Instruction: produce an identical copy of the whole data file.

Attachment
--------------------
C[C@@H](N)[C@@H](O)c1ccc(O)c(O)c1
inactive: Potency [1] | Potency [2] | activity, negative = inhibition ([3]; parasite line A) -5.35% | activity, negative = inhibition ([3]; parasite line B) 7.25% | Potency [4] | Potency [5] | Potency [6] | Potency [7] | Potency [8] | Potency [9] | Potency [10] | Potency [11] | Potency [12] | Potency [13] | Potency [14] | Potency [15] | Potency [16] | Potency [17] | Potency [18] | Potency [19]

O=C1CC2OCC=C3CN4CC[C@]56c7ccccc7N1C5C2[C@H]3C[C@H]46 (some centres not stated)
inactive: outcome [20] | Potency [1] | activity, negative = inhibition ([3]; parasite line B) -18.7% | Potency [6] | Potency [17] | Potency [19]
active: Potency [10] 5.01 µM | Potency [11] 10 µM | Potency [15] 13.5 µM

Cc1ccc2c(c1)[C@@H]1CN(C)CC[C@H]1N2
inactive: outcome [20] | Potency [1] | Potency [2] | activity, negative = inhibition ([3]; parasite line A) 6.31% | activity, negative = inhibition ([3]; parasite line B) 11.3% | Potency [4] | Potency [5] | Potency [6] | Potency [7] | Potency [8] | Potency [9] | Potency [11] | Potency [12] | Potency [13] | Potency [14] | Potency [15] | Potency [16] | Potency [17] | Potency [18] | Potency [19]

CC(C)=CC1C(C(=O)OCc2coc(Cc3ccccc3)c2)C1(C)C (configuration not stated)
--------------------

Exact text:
C[C@@H](N)[C@@H](O)c1ccc(O)c(O)c1
inactive: Potency [1] | Potency [2] | activity, negative = inhibition ([3]; parasite line A) -5.35% | activity, negative = inhibition ([3]; parasite line B) 7.25% | Potency [4] | Potency [5] | Potency [6] | Potency [7] | Potency [8] | Potency [9] | Potency [10] | Potency [11] | Potency [12] | Potency [13] | Potency [14] | Potency [15] | Potency [16] | Potency [17] | Potency [18] | Potency [19]

O=C1CC2OCC=C3CN4CC[C@]56c7ccccc7N1C5C2[C@H]3C[C@H]46 (some centres not stated)
inactive: outcome [20] | Potency [1] | activity, negative = inhibition ([3]; parasite line B) -18.7% | Potency [6] | Potency [17] | Potency [19]
active: Potency [10] 5.01 µM | Potency [11] 10 µM | Potency [15] 13.5 µM

Cc1ccc2c(c1)[C@@H]1CN(C)CC[C@H]1N2
inactive: outcome [20] | Potency [1] | Potency [2] | activity, negative = inhibition ([3]; parasite line A) 6.31% | activity, negative = inhibition ([3]; parasite line B) 11.3% | Potency [4] | Potency [5] | Potency [6] | Potency [7] | Potency [8] | Potency [9] | Potency [11] | Potency [12] | Potency [13] | Potency [14] | Potency [15] | Potency [16] | Potency [17] | Potency [18] | Potency [19]

CC(C)=CC1C(C(=O)OCc2coc(Cc3ccccc3)c2)C1(C)C (configuration not stated)